Covehithe

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Although the government has now allowed pubs to reopen, many are still unable to do so safely, while most if not all are only able to accommodate limited numbers of customers. Many of them are still reliant on providing takeaway food and/or drinks. Some offer deliveries, while others are selling from the premises. This page lists details of those we know about.

If you can give any of our pubs some support through these difficult times by buying some takeaway food or drink, please do so. Our pubs need as much support as possible if they're going to still be there for us when the crisis is over.

Introduction

Covehithe has been a dry parish since the 1880s. It was a prosperous town in medieval times but by the 17th century much of it had been lost to the encroachment of the North Sea. It was recorded in Domesday variously as "Norhals", "Northals" and "Nordhalla". It's also known historically as North Hales. Indeed licensing records for the pub at least as late as 1881 record it as being at "Northales".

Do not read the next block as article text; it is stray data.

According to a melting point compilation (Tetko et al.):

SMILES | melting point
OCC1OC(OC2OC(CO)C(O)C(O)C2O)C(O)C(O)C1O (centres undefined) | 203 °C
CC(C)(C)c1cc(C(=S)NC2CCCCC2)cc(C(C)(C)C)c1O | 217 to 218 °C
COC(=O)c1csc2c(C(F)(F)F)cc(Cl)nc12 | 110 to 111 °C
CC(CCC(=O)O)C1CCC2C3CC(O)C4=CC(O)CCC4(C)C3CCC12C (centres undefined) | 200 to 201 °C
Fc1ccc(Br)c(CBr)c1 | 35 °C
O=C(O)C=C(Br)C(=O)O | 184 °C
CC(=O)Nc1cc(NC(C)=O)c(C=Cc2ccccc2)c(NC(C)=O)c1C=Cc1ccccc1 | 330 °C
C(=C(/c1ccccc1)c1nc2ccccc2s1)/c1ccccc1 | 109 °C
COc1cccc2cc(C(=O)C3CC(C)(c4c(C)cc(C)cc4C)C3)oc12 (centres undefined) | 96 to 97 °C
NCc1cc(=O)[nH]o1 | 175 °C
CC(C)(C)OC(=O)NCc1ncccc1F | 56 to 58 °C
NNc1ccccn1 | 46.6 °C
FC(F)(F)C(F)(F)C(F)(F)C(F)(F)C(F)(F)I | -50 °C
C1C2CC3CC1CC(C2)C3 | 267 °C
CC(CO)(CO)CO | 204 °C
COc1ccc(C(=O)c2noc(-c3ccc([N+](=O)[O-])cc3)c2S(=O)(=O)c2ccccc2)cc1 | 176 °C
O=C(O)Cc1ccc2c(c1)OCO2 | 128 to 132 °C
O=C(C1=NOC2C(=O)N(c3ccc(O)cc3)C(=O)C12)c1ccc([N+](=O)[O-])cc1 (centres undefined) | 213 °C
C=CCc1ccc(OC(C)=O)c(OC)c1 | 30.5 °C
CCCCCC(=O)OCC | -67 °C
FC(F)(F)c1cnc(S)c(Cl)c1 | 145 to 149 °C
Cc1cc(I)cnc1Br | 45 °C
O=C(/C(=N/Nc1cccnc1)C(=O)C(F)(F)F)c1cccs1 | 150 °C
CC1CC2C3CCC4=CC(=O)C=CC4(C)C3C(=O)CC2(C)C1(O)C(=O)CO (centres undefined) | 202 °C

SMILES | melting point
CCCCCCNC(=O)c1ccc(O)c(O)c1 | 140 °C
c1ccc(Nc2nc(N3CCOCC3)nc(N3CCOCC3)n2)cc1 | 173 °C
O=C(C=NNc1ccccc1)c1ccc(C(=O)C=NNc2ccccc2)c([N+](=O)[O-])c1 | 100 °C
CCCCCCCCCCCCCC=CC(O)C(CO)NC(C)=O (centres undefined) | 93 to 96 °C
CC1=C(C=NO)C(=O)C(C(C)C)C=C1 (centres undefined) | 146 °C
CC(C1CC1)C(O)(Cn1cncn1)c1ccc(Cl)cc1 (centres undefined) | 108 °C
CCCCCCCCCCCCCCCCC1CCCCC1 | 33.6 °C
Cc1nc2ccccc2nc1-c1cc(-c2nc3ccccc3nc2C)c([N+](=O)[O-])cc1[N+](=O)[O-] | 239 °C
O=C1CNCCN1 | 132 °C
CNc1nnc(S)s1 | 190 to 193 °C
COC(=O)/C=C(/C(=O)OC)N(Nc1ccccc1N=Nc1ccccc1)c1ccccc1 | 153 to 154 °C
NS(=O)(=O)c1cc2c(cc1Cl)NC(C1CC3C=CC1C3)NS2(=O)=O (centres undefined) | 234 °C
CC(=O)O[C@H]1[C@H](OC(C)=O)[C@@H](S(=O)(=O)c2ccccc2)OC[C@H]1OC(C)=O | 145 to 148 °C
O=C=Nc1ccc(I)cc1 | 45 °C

According to A Survey of Suffolk Parish Histories, a brewer was recorded in the parish between 1650 and 1699.

The WWI Covehithe airfield was a night-landing ground which operated from 1915 to 1919. It was used for anti-Zeppelin patrols. A possible Romano-British settlement has been inferred from a number of archaeological finds in the west of the parish.

John Bale, author of "De Scripteribus Britannicis" - a work of great erudition - was born here in 1495 and later became a Carmelite friar in Norwich. Embracing ideas of Reformation he was eventually forced to flee to Netherlands until accession of Edward VI and later took sanctuary in Switzerland when Queen Mary ruled. After the accession of Elizabeth he again returned to England (died in 1563).

Gallery

Acknowledgements

Some historical information from English Heritage's National Monuments Record.

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